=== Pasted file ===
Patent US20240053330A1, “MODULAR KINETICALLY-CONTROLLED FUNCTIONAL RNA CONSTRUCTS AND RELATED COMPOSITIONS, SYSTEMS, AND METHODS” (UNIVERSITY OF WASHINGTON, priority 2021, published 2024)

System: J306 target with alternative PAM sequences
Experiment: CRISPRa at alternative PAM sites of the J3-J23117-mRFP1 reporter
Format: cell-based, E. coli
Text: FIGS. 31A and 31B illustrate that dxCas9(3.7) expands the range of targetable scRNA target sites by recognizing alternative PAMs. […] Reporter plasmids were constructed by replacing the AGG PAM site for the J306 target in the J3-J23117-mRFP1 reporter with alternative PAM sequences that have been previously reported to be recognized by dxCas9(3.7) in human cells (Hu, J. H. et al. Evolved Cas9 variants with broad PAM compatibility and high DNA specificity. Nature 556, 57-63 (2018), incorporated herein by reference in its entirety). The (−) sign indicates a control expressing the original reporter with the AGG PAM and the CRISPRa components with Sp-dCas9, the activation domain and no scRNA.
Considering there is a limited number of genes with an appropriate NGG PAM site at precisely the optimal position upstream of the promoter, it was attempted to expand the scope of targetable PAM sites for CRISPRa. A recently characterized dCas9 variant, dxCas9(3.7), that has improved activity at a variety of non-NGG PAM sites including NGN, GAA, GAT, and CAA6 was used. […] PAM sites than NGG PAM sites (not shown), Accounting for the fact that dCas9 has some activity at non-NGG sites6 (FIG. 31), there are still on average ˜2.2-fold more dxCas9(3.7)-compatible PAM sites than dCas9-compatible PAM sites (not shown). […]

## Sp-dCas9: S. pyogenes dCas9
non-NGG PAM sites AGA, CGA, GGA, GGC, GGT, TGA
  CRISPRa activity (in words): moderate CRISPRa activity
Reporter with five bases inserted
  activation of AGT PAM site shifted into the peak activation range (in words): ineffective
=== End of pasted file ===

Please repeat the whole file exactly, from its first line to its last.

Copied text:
Patent US20240053330A1, “MODULAR KINETICALLY-CONTROLLED FUNCTIONAL RNA CONSTRUCTS AND RELATED COMPOSITIONS, SYSTEMS, AND METHODS” (UNIVERSITY OF WASHINGTON, priority 2021, published 2024)

System: J306 target with alternative PAM sequences
Experiment: CRISPRa at alternative PAM sites of the J3-J23117-mRFP1 reporter
Format: cell-based, E. coli
Text: FIGS. 31A and 31B illustrate that dxCas9(3.7) expands the range of targetable scRNA target sites by recognizing alternative PAMs. […] Reporter plasmids were constructed by replacing the AGG PAM site for the J306 target in the J3-J23117-mRFP1 reporter with alternative PAM sequences that have been previously reported to be recognized by dxCas9(3.7) in human cells (Hu, J. H. et al. Evolved Cas9 variants with broad PAM compatibility and high DNA specificity. Nature 556, 57-63 (2018), incorporated herein by reference in its entirety). The (−) sign indicates a control expressing the original reporter with the AGG PAM and the CRISPRa components with Sp-dCas9, the activation domain and no scRNA.
Considering there is a limited number of genes with an appropriate NGG PAM site at precisely the optimal position upstream of the promoter, it was attempted to expand the scope of targetable PAM sites for CRISPRa. A recently characterized dCas9 variant, dxCas9(3.7), that has improved activity at a variety of non-NGG PAM sites including NGN, GAA, GAT, and CAA6 was used. […] PAM sites than NGG PAM sites (not shown), Accounting for the fact that dCas9 has some activity at non-NGG sites6 (FIG. 31), there are still on average ˜2.2-fold more dxCas9(3.7)-compatible PAM sites than dCas9-compatible PAM sites (not shown). […]

## Sp-dCas9: S. pyogenes dCas9
non-NGG PAM sites AGA, CGA, GGA, GGC, GGT, TGA
  CRISPRa activity (in words): moderate CRISPRa activity
Reporter with five bases inserted
  activation of AGT PAM site shifted into the peak activation range (in words): ineffective